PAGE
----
This primary season, apparently that poetry takes the form of vulgar limericks and scrawled messages inside restroom stalls.


Behind the public spats, just look at the pileups in a handful of races. Seven folks — five Republicans and two Democrats — are running to replace U.S. Rep Jake LaTurner in the 2nd District. One of those Republicans has pleaded guilty to a felony. Another served as attorney general for 12 years.


The 19th District state Senate race includes House Minority Leader Vic Miller, two other Democrats and two Republicans. You might end up with more folks running in that primary than folks showing up to vote.


This all answers a particularly good question asked to me on Saturday by one of my uncles.

We had gathered in a Lawrence backyard for a family reunion, and he asked me how I could bear the unpleasantness of writing about current events. The question stumped me at first. I spluttered some half-formed thoughts about safeguarding my mental health and engaging with varied topics. But as I pondered his question and sketched out this very column, I realized that the answer had been sitting in front of me the whole time.


I write about these topics because they’re enormous fun. Sure, not everyone enjoys the same things I do, but how can you not marvel at this eight-minute meeting of the No Labels Kansas Party held by Van Meteren (and apparently only Van Meteren)?



“Sorry to the fans that we couldn’t find a better looking leading man to star in this thriller,” the operative wrote Kansas Reflector editor Sherman Smith. “Real action-packed, edge-of-your-seat kind of stuff.”


For more of some first-rate political fire breathing, read Van Meteren’s Facebook post on the whole dispute.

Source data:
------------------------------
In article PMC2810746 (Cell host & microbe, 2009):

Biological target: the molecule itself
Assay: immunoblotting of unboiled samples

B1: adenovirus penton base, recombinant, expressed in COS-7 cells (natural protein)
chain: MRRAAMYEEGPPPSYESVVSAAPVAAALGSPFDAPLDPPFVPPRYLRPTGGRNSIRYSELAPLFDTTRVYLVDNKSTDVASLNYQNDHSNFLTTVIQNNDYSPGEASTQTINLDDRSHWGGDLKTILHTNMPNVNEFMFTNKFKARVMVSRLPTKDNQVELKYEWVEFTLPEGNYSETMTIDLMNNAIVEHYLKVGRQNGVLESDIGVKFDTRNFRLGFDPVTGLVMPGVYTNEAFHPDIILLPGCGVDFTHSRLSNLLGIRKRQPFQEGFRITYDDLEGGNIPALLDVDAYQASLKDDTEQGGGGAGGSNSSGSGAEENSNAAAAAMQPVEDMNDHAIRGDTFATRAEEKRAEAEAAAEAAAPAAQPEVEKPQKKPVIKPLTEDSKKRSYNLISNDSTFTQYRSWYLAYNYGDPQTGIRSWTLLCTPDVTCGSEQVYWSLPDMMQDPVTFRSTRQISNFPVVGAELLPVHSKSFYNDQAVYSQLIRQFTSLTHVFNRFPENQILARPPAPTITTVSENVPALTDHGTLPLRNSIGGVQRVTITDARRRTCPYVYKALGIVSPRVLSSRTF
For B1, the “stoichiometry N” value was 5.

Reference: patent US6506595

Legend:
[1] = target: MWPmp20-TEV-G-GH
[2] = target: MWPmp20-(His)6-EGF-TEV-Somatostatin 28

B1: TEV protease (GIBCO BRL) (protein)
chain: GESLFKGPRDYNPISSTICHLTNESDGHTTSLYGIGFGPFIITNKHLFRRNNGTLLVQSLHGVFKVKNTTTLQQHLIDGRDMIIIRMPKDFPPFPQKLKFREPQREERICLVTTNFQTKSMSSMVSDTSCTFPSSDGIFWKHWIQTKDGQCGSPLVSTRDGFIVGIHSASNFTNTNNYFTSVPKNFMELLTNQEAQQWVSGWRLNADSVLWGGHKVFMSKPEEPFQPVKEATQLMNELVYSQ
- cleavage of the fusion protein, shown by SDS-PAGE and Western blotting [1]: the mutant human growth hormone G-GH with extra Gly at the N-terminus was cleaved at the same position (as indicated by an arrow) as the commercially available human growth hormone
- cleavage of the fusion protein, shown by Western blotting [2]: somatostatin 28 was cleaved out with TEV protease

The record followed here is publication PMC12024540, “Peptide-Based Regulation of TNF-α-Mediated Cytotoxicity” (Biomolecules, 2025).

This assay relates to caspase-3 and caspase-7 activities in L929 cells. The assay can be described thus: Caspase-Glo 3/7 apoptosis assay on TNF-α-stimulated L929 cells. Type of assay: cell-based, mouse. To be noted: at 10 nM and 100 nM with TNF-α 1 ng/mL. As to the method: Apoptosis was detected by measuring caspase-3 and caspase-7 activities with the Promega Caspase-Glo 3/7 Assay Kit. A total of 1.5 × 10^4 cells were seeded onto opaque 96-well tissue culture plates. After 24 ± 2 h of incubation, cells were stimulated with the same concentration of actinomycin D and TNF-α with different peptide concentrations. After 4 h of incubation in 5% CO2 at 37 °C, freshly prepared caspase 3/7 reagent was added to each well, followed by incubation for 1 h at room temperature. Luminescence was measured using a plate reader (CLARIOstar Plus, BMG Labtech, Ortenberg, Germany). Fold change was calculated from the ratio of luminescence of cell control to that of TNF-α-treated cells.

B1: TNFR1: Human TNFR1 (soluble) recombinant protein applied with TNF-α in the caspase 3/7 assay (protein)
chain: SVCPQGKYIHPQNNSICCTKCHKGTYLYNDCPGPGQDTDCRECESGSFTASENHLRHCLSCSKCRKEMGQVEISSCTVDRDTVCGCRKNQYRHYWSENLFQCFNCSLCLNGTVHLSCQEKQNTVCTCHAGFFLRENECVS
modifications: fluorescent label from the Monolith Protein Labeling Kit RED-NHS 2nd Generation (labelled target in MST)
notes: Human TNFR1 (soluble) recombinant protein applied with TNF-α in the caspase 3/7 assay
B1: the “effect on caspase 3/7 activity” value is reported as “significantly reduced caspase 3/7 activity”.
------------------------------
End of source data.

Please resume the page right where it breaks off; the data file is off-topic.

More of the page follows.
I don’t want to downplay the importance of our Legislature or the work it does. Kansas Reflector exists to shine a light on these topics and show how they matter to everyday Kansans. We should applaud those brave enough to step up and serve.


“Running for office takes gritty courage, dogged determination, and deep personal conviction driven by little sleep and missed family dinners, and fueled by lots of caffeine,” said State GOP Chairman Mike Brown in last week’s party newsletter. “The personal sacrifices made (by) these amazing Kansans to run for office is substantial and commendable.”


For once, he’s on the money.


Republicans and Democrats will have abundant opportunities to make their cases — through print, audio and video channels — in the weeks ahead. They will discuss vital issues of the future of our state. They will shake hands, answer questions and debate philosophies of representative government. But they will also, on occasion, act ridiculously. That’s what the pressure cooker of campaign season does to otherwise sensible people.


They will come to their senses soon enough. Meanwhile, we can all enjoy a soupçon of campaign drama.


Clay Wirestone is Kansas Reflector opinion editor. Through its opinion section, Kansas Reflector works to amplify the voices of people who are affected by public policies or excluded from public debate. Find information, including how to submit your own commentary, here.